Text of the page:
Astrocytes, brain cells thought to migrate to and destroy the amyloid plaques that are associated with the development of Alzheimer’s disease, are actually repelled by the plaques, researchers analyzing models of the brain report. Their study, titled “Topological analyses in APP/PS1 mice reveal that astrocytes do not migrate to amyloid-β plaques,” was recently published in Proceedings of the National Academy of Sciences (PNAS).
Astrocytes, the most abundant cell type in the central nervous system, are involved in the structural and metabolic support of neurons and the stability of synaptic activity. Several studies have suggested that amyloid plaques, a hallmark of Alzheimer’s disease pathogenicity, attract these cells to reduce the presence of amyloid structures and alleviate injury. This mechanism, in fact, has been explored in the ongoing development of new therapeutic strategies for AD, but more recent research suggests that astrocyte migration does not occur following injury.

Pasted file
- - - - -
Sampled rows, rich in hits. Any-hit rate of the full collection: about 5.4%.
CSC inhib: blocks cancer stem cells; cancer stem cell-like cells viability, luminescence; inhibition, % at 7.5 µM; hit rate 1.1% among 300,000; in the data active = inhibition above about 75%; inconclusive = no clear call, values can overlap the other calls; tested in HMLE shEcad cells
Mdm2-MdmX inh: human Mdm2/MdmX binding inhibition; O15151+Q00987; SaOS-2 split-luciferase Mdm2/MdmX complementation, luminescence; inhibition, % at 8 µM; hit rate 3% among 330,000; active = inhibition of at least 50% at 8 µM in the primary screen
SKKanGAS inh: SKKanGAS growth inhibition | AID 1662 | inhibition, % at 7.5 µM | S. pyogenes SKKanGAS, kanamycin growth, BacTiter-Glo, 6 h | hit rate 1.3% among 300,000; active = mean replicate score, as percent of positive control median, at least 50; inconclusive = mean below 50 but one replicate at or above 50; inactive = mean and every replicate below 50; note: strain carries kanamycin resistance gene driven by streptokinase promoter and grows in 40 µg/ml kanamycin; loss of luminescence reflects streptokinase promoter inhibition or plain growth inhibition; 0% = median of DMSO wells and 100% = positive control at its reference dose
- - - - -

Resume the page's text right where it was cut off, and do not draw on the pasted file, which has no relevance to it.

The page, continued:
To re-examine astrocyte reaction to amyloid plaques, researchers from the Institute of Neuroscience of the Universitat Autònoma de Barcelona, in collaboration with Massachusetts General Hospital, studied astrocyte distribution in the brains of Alzheimer’s mouse models, applying quantitative spatial analysis and computer modeling used in physics studies.
By examining 3-D images of astrocyte distribution, researchers observed these cells repel each other and are repelled by amyloid plaques. This balance of repulsive forces maintains the territorial organization of astrocytes and, contrary the previous AD research, astrocytes do not break this organization to migrate to and phagocytose plaques. The response to the presence of pathogenic plaques is observed through the up-regulation of these cells’ key molecule, glial fibrillary acidic protein (GFAP), suggesting that astrocytes do react to this pathogenicity, but in a different way than previously thought. Such observations led researchers to conclude that astrocytes respond to plaque formation not by changing position but by modifying their function.
Dr. Elena Galea, one of the paper’s authors, said in a press release, “This discovery is very important, as the elimination of amyloid plaques by the brain cells themselves is one of the key strategies under development as a cure for Alzheimer’s disease. Therefore, clarifying which cells can and cannot eliminate the plaques is essential for obtaining effective therapies.”